ABC of Safety in the Biological Sciences
Yellow to brown powder. Thermal decomposition yields carbon monoxide, carbon dioxide and nitrogen oxides. May explode when heated and may be shock sensitive.
Oxidising and reducing agents and strong bases.
HEALTH HAZARD DATA
May be fatal if inhaled, swallowed or absorbed through the skin. Is an irritant to mucous membranes, respiratory tract, eyes and skin. Symptoms may include burning sensation, coughing, wheezing, laryngitis, shortness of breath, headache, nausea and vomiting. Absorption leads to formation of methaemoglobin which in sufficient concentrations can cause cyanosis. Onset may be delayed.
HANDLING and GENERAL PRECAUTIONS
Use a fume hood.
Avoid skin and eye contact.
Avoid inhalation or ingestion of the powder.
Keep away from heat or naked flames.
Keep away from oxidising materials.
Keep away from reducing agents.
Keep away from strong bases.
Keep the container tightly sealed.
Wash hands thoroughly after handling.
Use a fume hood to minimise exposure to this substance. Wear protective clothing. A long sleeved laboratory coat or gown, rubber gloves, safety goggles and a face mask as a minimum standard.
Skin immediately remove contaminated clothing and wash the affected area with soap or mild detergent and large amounts of water until all evidence of the chemical has been removed (approximately 15 minutes). If hypersensitivity develops seek medical attention. Wash contaminated clothing before reuse.
Eyes immediately wash the affected eye with large amounts of water until all evidence of the chemical has been removed (approximately 15 minutes). If irritation or pain persist seek immediate medical attention.
Inhalation remove from the area of exposure to fresh air. Keep warm and allow to rest. If irritation persists or signs of toxicity develop seek medical attention.
Ingestion wash out the mouth thoroughly with water and give water to drink. Do not induce vomiting. Never give anything by mouth to an unconscious person. Seek immediate medical advice.
Store in a cool, dry atmosphere away from heat or ignition sources.
Butyl rubber gloves, laboratory coat, self contained breathing apparatus and protective shoes.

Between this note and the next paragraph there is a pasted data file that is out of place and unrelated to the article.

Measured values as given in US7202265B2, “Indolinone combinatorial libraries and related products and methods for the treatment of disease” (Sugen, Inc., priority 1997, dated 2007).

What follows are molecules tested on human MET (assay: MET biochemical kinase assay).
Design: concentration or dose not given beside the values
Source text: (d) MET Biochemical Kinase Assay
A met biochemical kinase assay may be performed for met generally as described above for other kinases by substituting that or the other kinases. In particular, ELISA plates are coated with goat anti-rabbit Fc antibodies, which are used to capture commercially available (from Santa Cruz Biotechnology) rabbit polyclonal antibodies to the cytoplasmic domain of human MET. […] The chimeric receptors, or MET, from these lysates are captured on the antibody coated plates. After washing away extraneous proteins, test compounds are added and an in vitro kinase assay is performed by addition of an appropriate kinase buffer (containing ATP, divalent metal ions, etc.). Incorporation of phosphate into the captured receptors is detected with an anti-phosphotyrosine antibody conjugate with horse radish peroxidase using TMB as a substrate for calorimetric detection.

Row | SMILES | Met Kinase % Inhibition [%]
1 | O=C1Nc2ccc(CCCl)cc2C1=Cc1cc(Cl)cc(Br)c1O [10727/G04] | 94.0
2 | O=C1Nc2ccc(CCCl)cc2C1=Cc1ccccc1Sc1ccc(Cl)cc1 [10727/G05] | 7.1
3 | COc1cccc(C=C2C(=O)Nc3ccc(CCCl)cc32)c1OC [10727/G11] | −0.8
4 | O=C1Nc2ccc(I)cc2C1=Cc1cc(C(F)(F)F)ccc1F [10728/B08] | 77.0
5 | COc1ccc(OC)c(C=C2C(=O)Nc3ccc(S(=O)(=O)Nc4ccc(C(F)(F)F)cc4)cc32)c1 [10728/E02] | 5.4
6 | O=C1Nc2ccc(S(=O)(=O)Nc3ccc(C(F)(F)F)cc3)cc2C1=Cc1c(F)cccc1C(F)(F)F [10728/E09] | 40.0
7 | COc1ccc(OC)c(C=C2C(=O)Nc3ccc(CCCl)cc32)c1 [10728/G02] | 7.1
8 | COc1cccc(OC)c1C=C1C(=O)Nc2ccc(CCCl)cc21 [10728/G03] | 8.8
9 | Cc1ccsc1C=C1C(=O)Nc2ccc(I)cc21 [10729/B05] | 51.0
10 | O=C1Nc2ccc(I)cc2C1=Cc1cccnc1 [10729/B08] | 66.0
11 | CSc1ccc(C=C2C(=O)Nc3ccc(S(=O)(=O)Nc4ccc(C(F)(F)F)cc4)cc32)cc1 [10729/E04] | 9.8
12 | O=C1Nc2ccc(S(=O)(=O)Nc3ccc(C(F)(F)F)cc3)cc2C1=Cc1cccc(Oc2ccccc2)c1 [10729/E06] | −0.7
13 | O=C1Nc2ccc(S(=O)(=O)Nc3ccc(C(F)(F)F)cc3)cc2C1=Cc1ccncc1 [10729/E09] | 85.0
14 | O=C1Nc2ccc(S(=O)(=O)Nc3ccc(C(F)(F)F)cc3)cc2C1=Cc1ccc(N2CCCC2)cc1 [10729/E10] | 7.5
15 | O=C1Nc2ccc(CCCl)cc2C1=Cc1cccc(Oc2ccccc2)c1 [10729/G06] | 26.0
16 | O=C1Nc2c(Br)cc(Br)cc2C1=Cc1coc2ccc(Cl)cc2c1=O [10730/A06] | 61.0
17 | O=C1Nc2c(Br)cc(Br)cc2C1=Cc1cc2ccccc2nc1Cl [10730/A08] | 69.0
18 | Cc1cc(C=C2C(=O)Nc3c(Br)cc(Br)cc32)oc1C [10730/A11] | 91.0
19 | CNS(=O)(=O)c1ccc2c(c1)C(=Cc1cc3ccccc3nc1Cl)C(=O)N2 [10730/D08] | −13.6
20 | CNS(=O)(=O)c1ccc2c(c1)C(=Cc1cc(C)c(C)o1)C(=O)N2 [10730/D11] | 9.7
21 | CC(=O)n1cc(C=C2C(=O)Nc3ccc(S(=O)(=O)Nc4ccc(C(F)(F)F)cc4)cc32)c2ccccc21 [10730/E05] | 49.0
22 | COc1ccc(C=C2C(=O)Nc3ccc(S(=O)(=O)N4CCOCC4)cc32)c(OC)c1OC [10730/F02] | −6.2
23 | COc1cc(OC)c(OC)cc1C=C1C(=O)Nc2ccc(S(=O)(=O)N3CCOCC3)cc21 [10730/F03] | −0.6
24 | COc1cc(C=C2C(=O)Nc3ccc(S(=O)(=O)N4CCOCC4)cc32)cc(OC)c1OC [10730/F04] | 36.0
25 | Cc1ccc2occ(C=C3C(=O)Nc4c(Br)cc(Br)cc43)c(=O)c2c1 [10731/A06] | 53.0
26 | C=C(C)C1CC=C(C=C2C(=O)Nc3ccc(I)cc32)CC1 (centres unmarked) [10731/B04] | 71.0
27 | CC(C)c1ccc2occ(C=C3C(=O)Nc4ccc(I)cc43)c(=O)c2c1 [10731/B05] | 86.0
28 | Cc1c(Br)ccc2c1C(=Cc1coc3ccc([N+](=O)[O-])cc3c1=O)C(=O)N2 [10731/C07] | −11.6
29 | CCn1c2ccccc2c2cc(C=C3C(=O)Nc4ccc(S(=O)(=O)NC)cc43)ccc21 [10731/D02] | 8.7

On skin and clothing: wash skin with a strong soap solution immediately. Rinse well. Contaminated clothing should be removed and cleaned at once or destroyed by burning.
Small spills: absorb liquid on paper towels or vermiculite; sweep solid spills on to paper. Put on an iron pan in a fume hood and allow to evaporate. Burn the paper or vermiculite in the absence of other inflammables. Wash the site thoroughly with a strong soap solution.
Large spills: absorb or mix with vermiculite, sodium bicarbonate or sand. Package this in a paper carton and burn in an open pit. Use wood scraps and crumpled paper to augment burning. Wash the site thoroughly with a strong soap solution.
PACKAGE LOTS: Either
1 Pour os sift on to sodium bicarbonate or a sand, soda ash mixture (90/10). Mix and package in heavy paper cartons with plenty of paper packing to serve as fuel. Burn in an incinerator.
2 Mix with a flammable solvent and spray into a firebox of an incinerator equipped with an afterburner and scrubber.
Destruction by chemical decomposition is recommended for dinitro, trinitro and other compounds with explosive potential. Add the material, slowly, while stirring, to 30 times its weight of a solution prepared by dissolving 1 part sodium sulphide in 6 parts water. For unstable acidic materials (eg. picric acid) dissolve in 25 times its weight in a solution from 1 part sodium hydroxide and 21 parts sodium sulphide in 200 parts water. Some hydrogen sulphide and ammonia is evolved.